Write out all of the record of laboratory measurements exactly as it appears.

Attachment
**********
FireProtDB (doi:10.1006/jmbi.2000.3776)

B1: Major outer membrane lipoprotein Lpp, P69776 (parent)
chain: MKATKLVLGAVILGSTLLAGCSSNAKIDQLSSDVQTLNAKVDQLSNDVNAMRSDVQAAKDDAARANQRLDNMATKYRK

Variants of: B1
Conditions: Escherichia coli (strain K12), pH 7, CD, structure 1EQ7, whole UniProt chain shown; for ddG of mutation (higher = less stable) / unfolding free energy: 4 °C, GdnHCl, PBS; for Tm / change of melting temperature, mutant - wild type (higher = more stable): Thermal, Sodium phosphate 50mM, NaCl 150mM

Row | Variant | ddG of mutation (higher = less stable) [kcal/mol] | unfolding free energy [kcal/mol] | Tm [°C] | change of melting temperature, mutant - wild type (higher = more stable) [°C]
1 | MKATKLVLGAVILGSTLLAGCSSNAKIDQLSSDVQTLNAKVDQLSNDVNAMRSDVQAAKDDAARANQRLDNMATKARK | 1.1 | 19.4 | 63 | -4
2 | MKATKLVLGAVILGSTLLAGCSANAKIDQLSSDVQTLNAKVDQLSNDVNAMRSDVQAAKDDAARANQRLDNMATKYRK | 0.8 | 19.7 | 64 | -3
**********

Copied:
FireProtDB (doi:10.1006/jmbi.2000.3776)

B1: Major outer membrane lipoprotein Lpp, P69776 (parent)
chain: MKATKLVLGAVILGSTLLAGCSSNAKIDQLSSDVQTLNAKVDQLSNDVNAMRSDVQAAKDDAARANQRLDNMATKYRK

Variants of: B1
Conditions: Escherichia coli (strain K12), pH 7, CD, structure 1EQ7, whole UniProt chain shown; for ddG of mutation (higher = less stable) / unfolding free energy: 4 °C, GdnHCl, PBS; for Tm / change of melting temperature, mutant - wild type (higher = more stable): Thermal, Sodium phosphate 50mM, NaCl 150mM

Row | Variant | ddG of mutation (higher = less stable) [kcal/mol] | unfolding free energy [kcal/mol] | Tm [°C] | change of melting temperature, mutant - wild type (higher = more stable) [°C]
1 | MKATKLVLGAVILGSTLLAGCSSNAKIDQLSSDVQTLNAKVDQLSNDVNAMRSDVQAAKDDAARANQRLDNMATKARK | 1.1 | 19.4 | 63 | -4
2 | MKATKLVLGAVILGSTLLAGCSANAKIDQLSSDVQTLNAKVDQLSNDVNAMRSDVQAAKDDAARANQRLDNMATKYRK | 0.8 | 19.7 | 64 | -3